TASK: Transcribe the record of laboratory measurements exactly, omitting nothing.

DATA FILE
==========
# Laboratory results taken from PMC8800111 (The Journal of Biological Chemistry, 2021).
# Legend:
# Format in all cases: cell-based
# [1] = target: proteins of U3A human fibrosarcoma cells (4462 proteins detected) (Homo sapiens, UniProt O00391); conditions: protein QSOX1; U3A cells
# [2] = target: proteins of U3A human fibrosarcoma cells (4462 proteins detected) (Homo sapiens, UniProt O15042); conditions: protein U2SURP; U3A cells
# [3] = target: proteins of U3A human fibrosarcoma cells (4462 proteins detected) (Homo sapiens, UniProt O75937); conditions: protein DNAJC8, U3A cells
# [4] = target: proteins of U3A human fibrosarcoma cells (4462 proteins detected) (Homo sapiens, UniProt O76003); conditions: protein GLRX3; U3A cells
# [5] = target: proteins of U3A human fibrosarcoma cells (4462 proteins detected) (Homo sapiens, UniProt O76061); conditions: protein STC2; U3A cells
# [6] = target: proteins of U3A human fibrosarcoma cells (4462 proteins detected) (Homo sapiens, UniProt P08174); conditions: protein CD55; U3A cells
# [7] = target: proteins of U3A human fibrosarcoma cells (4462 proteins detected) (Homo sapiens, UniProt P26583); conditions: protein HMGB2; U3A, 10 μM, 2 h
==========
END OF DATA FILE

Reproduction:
# Laboratory results taken from PMC8800111 (The Journal of Biological Chemistry, 2021).
# Legend:
# Format in all cases: cell-based
# [1] = target: proteins of U3A human fibrosarcoma cells (4462 proteins detected) (Homo sapiens, UniProt O00391); conditions: protein QSOX1; U3A cells
# [2] = target: proteins of U3A human fibrosarcoma cells (4462 proteins detected) (Homo sapiens, UniProt O15042); conditions: protein U2SURP; U3A cells
# [3] = target: proteins of U3A human fibrosarcoma cells (4462 proteins detected) (Homo sapiens, UniProt O75937); conditions: protein DNAJC8, U3A cells
# [4] = target: proteins of U3A human fibrosarcoma cells (4462 proteins detected) (Homo sapiens, UniProt O76003); conditions: protein GLRX3; U3A cells
# [5] = target: proteins of U3A human fibrosarcoma cells (4462 proteins detected) (Homo sapiens, UniProt O76061); conditions: protein STC2; U3A cells
# [6] = target: proteins of U3A human fibrosarcoma cells (4462 proteins detected) (Homo sapiens, UniProt P08174); conditions: protein CD55; U3A cells
# [7] = target: proteins of U3A human fibrosarcoma cells (4462 proteins detected) (Homo sapiens, UniProt P26583); conditions: protein HMGB2; U3A, 10 μM, 2 h